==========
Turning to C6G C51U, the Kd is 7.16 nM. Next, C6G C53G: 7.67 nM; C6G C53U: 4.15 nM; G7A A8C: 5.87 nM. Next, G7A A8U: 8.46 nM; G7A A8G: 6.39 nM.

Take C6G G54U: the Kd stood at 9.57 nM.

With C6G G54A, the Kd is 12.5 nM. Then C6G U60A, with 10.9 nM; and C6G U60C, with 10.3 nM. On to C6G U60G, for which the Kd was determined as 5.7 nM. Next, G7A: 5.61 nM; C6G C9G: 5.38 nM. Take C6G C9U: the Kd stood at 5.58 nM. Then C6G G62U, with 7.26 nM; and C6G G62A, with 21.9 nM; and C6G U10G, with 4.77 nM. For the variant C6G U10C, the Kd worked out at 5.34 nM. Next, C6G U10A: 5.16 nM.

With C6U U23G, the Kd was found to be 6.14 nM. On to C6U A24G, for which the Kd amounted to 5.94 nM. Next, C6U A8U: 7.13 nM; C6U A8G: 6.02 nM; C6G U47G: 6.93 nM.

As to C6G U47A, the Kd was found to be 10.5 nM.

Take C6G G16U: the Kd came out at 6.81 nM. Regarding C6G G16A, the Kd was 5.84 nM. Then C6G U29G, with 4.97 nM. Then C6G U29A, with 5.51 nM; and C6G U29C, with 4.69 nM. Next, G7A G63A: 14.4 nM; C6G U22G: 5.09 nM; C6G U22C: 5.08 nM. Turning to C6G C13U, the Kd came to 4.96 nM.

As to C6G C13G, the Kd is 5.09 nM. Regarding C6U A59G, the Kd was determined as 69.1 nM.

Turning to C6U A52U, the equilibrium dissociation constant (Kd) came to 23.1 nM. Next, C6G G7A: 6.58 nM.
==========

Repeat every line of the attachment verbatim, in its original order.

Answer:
Turning to C6G C51U, the Kd is 7.16 nM. Next, C6G C53G: 7.67 nM; C6G C53U: 4.15 nM; G7A A8C: 5.87 nM. Next, G7A A8U: 8.46 nM; G7A A8G: 6.39 nM.

Take C6G G54U: the Kd stood at 9.57 nM.

With C6G G54A, the Kd is 12.5 nM. Then C6G U60A, with 10.9 nM; and C6G U60C, with 10.3 nM. On to C6G U60G, for which the Kd was determined as 5.7 nM. Next, G7A: 5.61 nM; C6G C9G: 5.38 nM. Take C6G C9U: the Kd stood at 5.58 nM. Then C6G G62U, with 7.26 nM; and C6G G62A, with 21.9 nM; and C6G U10G, with 4.77 nM. For the variant C6G U10C, the Kd worked out at 5.34 nM. Next, C6G U10A: 5.16 nM.

With C6U U23G, the Kd was found to be 6.14 nM. On to C6U A24G, for which the Kd amounted to 5.94 nM. Next, C6U A8U: 7.13 nM; C6U A8G: 6.02 nM; C6G U47G: 6.93 nM.

As to C6G U47A, the Kd was found to be 10.5 nM.

Take C6G G16U: the Kd came out at 6.81 nM. Regarding C6G G16A, the Kd was 5.84 nM. Then C6G U29G, with 4.97 nM. Then C6G U29A, with 5.51 nM; and C6G U29C, with 4.69 nM. Next, G7A G63A: 14.4 nM; C6G U22G: 5.09 nM; C6G U22C: 5.08 nM. Turning to C6G C13U, the Kd came to 4.96 nM.

As to C6G C13G, the Kd is 5.09 nM. Regarding C6U A59G, the Kd was determined as 69.1 nM.

Turning to C6U A52U, the equilibrium dissociation constant (Kd) came to 23.1 nM. Next, C6G G7A: 6.58 nM.